Winchester's Saxon hanging bowl is home!
Press Release: 26/07/2007
Over 75 years after its original discovery, the 'Winchester hanging bowl' is back in the city and will be on permanent display at the City Museum in The Square, Winchester.
Wintonians have Hampshire County Council - the owners of the bowl - to thank for requesting its return from the British Museum, to whom it had been lent since its discovery, and who have generously co-operated in lending it to Winchester City Council on long term loan.
A VIP unveiling of this famous local artefact will take place at 2pm on Wednesday 25th July, when a glass will be raised to the lecture-goer who prompted its return.
In August 1930, local archaeologist W J Andrew was excavating at Oliver's Battery, a few miles south-west of Winchester, trying to discover the origins of the earthworks. However, he encountered a totally unexpected find - the grave of a young Saxon man who had been buried with a javelin, a short hunting sword or 'seax' and a beautiful bronze bowl. The bowl, decorated with spiral red enamel designs, and with suspension hooks and fittings in the form of aquatic birds, proclaims the man's high social status, perhaps even that of royalty.
Experts, noting similarities in decorative style between the bowl and Irish illuminated manuscripts, believe the bowl may have been made in Ireland in the late 7th century AD or perhaps commissioned from an Irish craftsman.
The return of the bowl came about following a question posed by a member of the audience at the end of the 2006 Christmas lecture by Prof Barbara Yorke from the University of Winchester. She was invited by Winchester Museums to speak about the Saxon grave following a popular community heritage project at Oliver's Battery over the preceding months. To mark the end of the project, Winchester Museums had also arranged for the temporary loan of the bowl which was enjoyed by many visitors when displayed at the Guildhall Gallery.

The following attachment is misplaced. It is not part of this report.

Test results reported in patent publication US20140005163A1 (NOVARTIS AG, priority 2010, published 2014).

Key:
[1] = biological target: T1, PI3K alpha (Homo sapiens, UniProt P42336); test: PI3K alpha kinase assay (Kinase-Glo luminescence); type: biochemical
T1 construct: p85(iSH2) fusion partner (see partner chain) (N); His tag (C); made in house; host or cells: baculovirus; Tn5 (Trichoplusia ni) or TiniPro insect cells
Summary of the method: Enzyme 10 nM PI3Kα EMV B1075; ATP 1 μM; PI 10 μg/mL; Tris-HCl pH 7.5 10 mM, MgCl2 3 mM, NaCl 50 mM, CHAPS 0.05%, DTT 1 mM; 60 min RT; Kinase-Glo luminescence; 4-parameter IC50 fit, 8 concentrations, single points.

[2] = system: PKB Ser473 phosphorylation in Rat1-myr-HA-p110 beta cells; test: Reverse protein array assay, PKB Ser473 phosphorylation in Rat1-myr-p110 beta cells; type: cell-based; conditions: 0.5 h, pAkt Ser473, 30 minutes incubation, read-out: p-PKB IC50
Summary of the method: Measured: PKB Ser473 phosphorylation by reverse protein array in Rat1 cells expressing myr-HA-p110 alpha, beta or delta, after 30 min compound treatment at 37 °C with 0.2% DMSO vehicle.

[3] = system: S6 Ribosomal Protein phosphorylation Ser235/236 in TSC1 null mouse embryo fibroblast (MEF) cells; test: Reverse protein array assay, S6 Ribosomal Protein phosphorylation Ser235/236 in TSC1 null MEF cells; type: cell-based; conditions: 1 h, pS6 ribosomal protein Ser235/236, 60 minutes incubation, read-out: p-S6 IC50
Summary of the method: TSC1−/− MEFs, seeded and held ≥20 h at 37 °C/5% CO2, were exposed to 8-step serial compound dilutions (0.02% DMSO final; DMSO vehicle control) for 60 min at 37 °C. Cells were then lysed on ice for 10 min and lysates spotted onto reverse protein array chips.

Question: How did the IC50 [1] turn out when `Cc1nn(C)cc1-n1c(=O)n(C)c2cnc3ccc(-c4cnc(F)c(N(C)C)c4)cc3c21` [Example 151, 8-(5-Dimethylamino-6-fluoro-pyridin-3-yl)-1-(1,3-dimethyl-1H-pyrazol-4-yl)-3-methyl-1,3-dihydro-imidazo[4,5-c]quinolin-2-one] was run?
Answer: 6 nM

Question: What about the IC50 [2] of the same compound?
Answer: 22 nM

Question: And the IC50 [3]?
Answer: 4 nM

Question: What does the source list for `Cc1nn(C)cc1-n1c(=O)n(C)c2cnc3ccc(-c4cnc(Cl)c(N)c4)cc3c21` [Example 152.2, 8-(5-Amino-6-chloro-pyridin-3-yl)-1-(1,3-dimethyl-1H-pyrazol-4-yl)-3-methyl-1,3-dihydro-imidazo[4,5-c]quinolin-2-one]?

But lecture-goers clearly felt that the proper home for the bowl was the city where it was found and were reluctant to see the temporary loan come to an end. With a spot of professional co-operation between Hampshire County Council, The British Museum and Winchester City Council, the bowl and seax were soon heading for a long term home in Winchester's own City Museum.
Principal Heritage Services Officer Dick Whinney, who managed the community heritage project and organised the Barbara Yorke lecture, said, "If it hadn't been for the enthusiasm of the residents of Oliver's Battery we almost certainly wouldn't now have been welcoming the bowl back. This makes a really wonderful finale to our community project."
Eloise Appleby, Head of Cultural Services for Winchester City Council, stated, "We are in a new era of partnership. The role of Hampshire County Council's museums and archives service in brokering the return of the bowl cannot be underestimated. All those involved in museums care passionately about making local heritage available to local people, and this arrangement does seem a truly logical step. I hope that the person who asked the question at our Christmas lecture will come forward so that we can thank him or her for prompting us to reconsider a move that now seems so obvious after years of accepting the status quo."
The bowl can be seen at the City Museum, The Square, Winchester, from Monday 25th July onwards.
Admission to the museum is free and opening hours are Mon-Sat, 10am -5pm, Sun noon-5pm.
Postcards of the bowl are also on sale @20p each in the museum shop.